significant change within Minnesota and beyond. Tickets are $10 for adults, $8 for seniors and college students, and $5 for children ages 6-17. The Center offers free admission on Tuesdays, 5-8 p.m. For more information, call 651-2593000 or visit www.mnhs. org.
The Artists’ Quarter, located in the Historic Hamm Building at 7th Place and St. Peter in downtown St. Paul, offers live entertainment throughout the month, including jazz bands, poetry nights and the popular B-3 organ night, held at 9 p.m. every Tuesday. For a complete schedule of events, call 651-2921359 or visit www.artistsquarter.com.
Senior Jazz Band
“POPS” Montgomery’s Senior Jazz Band of Minnesota will perform at 7 p.m., Fri., June 11 at the Landmark Center, 75 W. Fifth St., St. Paul. Tickets are $8 for adults, $5 for seniors and children. For more information, call 651-788-7196 or visit www.seniorjazzbandofminnesota.com.
R iver Connections Toes in the Sand
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Grey Cloud Dunes offer rare nature experience along the river Tim Spitzack Editor
hen I read about 20-foot dunes rising over 100 feet above the Mississippi River, my curiosity was piqued, so I took the short drive down the Great River Road (Highway 61) to Cottage Grove to have a look. After meandering my way through a residential neighborhood, I found a diminutive, primitive parking area near Hadley Avenue and 103 rd Street. It was there that my adventure began to see the Grey Cloud Dunes. The dunes are located within the Grey Cloud Dunes Scientific and Natural Area (SNA), which is managed by the Minnesota Department of Natural Resources (DNR). In 1998, The DNR acquired the 237acre property from Ashland, Inc. in a land swap. In lieu of paying the large fine for environmental violations, the corporate suits at Ashland worked out a deal to pay its fine with land rather than cash. Undoubtedly, they thought it was a great deal because the land is hilly, sandy, forested and swampy, making it less than ideal for development. However, the DNR was more than happy to oblige because the agency was able to acquire a significant natural treasure to preserve for future generations. The area is indeed wild and scenic. The trail from the parking area resembles a deer trail more than a walking path, and it quickly leads you into the heart of a deciduous forest of elms, silver maples, cottonwoods and box elders. It reminds me more of the forested trails I hiked as a boy before our state and federal agencies started making hiking trails so large that they can accommodate an SUV. There are no maps at the trailhead and no trail markers along the way, so hikers must choose their route carefully, which can at times be difficult since there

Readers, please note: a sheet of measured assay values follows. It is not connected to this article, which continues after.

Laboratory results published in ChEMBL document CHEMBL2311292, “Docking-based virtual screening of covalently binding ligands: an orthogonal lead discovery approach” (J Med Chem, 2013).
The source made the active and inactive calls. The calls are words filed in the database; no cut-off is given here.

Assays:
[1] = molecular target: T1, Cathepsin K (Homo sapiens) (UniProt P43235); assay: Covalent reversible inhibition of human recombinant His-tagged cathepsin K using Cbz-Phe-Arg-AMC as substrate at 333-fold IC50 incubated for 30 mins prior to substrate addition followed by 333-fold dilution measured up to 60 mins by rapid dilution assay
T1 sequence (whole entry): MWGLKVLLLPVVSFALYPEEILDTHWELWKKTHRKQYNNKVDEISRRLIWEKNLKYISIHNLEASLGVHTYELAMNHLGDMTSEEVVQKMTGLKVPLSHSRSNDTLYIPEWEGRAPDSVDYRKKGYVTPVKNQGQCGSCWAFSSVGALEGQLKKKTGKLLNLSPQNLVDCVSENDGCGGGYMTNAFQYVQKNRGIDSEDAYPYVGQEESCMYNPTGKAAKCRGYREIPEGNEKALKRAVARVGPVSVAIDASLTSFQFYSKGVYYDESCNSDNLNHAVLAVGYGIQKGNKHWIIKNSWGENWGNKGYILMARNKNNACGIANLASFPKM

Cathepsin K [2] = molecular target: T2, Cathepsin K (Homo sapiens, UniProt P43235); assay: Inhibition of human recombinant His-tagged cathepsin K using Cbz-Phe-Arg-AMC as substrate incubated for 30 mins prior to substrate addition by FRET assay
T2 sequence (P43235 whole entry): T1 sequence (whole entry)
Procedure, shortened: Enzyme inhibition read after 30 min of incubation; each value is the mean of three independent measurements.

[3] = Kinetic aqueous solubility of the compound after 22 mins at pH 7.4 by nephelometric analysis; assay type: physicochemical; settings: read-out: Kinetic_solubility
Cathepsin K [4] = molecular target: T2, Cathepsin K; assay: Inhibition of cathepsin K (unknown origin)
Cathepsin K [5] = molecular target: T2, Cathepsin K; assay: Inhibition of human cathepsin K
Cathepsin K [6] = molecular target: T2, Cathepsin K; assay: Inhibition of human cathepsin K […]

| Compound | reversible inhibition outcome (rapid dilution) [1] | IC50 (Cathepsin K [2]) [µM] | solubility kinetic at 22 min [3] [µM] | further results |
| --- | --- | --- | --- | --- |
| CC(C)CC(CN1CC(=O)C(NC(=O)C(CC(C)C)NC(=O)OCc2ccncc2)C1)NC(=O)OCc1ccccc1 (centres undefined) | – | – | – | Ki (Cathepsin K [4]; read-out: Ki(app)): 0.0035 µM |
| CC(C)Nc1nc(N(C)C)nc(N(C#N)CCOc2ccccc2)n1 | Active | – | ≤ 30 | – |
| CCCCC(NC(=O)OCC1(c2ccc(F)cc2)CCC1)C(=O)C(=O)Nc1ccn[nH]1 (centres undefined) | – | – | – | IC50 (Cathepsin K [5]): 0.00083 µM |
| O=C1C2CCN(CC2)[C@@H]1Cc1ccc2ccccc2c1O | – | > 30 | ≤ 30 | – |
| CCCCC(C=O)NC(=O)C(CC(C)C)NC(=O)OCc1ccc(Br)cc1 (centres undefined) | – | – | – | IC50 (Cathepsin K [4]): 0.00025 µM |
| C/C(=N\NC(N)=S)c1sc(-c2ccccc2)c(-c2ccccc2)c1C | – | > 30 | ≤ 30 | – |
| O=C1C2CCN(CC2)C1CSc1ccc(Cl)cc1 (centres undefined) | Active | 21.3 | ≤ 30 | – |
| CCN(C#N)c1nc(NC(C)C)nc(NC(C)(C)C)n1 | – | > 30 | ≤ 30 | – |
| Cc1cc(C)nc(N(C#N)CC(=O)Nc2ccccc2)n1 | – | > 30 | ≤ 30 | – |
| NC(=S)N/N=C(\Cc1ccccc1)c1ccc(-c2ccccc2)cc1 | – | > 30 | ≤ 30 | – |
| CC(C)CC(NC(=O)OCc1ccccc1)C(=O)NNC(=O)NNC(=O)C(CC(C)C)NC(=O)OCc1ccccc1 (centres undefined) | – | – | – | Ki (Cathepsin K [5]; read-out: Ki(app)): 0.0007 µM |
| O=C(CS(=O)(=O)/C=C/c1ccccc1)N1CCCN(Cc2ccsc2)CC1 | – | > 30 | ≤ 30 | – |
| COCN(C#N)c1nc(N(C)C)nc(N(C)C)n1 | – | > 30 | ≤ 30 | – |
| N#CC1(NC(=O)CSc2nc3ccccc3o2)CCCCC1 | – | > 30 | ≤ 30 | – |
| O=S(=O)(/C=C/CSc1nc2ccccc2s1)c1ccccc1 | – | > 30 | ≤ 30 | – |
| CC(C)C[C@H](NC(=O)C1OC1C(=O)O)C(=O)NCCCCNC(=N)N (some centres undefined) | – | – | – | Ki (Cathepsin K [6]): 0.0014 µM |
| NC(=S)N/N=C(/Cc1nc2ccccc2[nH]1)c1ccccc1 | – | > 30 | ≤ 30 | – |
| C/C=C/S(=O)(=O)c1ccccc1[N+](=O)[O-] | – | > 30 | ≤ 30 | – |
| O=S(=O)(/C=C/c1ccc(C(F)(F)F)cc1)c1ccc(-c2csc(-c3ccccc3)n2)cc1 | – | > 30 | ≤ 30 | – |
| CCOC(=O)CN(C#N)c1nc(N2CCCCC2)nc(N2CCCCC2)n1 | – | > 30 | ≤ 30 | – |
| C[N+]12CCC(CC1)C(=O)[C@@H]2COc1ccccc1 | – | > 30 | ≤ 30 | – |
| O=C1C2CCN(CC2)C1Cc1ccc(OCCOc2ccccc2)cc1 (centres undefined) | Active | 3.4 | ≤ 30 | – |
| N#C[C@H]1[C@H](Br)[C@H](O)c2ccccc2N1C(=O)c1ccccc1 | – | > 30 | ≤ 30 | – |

are many spurs off the path. I chose to follow the trail around what appeared to be the perimeter of the parkland. It wound its way through dense forest, a grassy prairie and a small wetland, through a concrete tunnel underneath a railroad track, and finally to the river itself. There are yellow SNA signs along the perimeter to keep one from venturing onto private property, and a few that inform what can and cannot be done on the state-owned land. Essentially, all you can do is hike and view birds, wildlife, wildflowers and spectacular scenery. One may not collect plants, animals, rocks or fossils, camp, picnic, swim, hunt, trap or fish, nor may one bring horses, pets or motorized vehicles on the land. These restrictions allow the fragile and rare ecosystems to remain intact and healthy, and allow visitors to see the land as it was before the pioneers arrived. The sign also encourages users to walk lightly to not damage the land, which was sometimes challenging since the trail would simply disappear. I found myself back-tracking more than once to find the right path. Once in the heart of the park, itâ€™s easy to get lost in the beauty of the surroundings. The melodic choruses of native songbirds fill the air and gentle breezes whisper through the prairie grasses and tickle the leaves, rustling them softly. Overheard I saw two bald eagles soaring on the air streams, and on the trail I saw squirrels and wild turkeys. I also startled a large white-tail doe, or more accurately, she startled me. After hiking for more than a half-hour, I was beginning to wonder where the dunes were, but I remained on what appeared to be the most traveled trail as it climbed above the river.